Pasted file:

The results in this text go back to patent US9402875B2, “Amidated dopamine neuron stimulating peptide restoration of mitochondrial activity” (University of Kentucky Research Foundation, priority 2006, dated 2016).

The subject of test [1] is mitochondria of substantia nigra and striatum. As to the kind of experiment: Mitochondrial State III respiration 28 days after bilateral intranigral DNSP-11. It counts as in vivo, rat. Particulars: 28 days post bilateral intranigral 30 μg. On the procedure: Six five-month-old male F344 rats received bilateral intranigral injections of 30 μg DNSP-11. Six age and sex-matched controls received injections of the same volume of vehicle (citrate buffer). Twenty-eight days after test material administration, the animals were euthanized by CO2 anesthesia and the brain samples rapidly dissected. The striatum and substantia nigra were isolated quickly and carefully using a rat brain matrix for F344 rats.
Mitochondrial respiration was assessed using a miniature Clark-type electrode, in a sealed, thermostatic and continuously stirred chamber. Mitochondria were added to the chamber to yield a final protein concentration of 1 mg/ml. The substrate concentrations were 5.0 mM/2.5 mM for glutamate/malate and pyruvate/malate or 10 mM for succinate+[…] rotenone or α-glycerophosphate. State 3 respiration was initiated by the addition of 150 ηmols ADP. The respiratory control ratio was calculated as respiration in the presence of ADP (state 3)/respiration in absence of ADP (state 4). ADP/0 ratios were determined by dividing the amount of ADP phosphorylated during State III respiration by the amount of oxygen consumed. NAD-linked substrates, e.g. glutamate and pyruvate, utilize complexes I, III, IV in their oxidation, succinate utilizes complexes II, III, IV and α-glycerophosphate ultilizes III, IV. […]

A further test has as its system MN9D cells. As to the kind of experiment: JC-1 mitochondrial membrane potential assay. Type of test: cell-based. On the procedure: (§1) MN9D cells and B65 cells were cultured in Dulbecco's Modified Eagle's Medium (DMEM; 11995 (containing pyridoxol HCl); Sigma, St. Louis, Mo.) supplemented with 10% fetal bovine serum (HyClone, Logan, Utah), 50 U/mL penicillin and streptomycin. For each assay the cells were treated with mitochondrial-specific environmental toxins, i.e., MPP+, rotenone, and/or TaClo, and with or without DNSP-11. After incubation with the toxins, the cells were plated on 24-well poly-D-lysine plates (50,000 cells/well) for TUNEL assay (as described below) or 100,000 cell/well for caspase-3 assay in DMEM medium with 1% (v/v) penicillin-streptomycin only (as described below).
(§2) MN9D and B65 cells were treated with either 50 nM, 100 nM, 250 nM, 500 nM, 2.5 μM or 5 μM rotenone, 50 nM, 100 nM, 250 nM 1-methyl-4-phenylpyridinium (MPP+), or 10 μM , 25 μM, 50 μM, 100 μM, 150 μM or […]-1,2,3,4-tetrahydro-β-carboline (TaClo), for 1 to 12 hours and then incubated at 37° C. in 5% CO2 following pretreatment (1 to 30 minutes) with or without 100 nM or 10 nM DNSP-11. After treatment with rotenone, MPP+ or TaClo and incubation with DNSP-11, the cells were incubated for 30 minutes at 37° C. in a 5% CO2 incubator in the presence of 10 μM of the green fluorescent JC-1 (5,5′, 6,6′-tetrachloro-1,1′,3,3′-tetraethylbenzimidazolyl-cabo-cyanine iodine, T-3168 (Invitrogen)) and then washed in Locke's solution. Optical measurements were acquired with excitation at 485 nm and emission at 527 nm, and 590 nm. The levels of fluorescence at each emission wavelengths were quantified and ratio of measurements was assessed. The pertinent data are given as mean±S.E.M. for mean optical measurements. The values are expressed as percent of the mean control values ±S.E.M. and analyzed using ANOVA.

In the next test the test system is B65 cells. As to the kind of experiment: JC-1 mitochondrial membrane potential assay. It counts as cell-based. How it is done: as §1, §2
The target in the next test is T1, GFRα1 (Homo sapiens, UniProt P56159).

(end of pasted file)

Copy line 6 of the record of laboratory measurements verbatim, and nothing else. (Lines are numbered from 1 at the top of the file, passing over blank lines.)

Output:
In the next test the test system is B65 cells. As to the kind of experiment: JC-1 mitochondrial membrane potential assay. It counts as cell-based. How it is done: as §1, §2